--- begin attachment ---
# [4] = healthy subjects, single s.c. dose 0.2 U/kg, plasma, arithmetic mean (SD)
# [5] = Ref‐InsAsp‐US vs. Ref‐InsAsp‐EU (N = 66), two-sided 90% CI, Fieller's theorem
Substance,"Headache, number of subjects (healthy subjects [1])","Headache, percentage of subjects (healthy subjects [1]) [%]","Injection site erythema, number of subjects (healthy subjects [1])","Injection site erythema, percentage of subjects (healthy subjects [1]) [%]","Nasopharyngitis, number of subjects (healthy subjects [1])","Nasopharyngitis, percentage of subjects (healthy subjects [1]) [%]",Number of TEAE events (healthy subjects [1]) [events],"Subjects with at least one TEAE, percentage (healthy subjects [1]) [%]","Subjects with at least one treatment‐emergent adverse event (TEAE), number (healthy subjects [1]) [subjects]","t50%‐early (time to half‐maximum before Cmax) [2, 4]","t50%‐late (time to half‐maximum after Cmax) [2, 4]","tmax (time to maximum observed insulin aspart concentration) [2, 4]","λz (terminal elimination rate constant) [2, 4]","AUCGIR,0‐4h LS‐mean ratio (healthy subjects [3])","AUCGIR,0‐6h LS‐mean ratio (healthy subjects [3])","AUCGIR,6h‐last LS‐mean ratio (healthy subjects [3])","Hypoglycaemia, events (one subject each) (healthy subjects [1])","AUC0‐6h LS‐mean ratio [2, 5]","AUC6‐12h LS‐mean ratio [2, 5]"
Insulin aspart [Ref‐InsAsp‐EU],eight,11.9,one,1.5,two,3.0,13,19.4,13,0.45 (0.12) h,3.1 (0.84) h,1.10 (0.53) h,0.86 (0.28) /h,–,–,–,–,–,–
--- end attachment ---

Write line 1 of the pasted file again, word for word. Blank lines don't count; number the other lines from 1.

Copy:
# [4] = healthy subjects, single s.c. dose 0.2 U/kg, plasma, arithmetic mean (SD)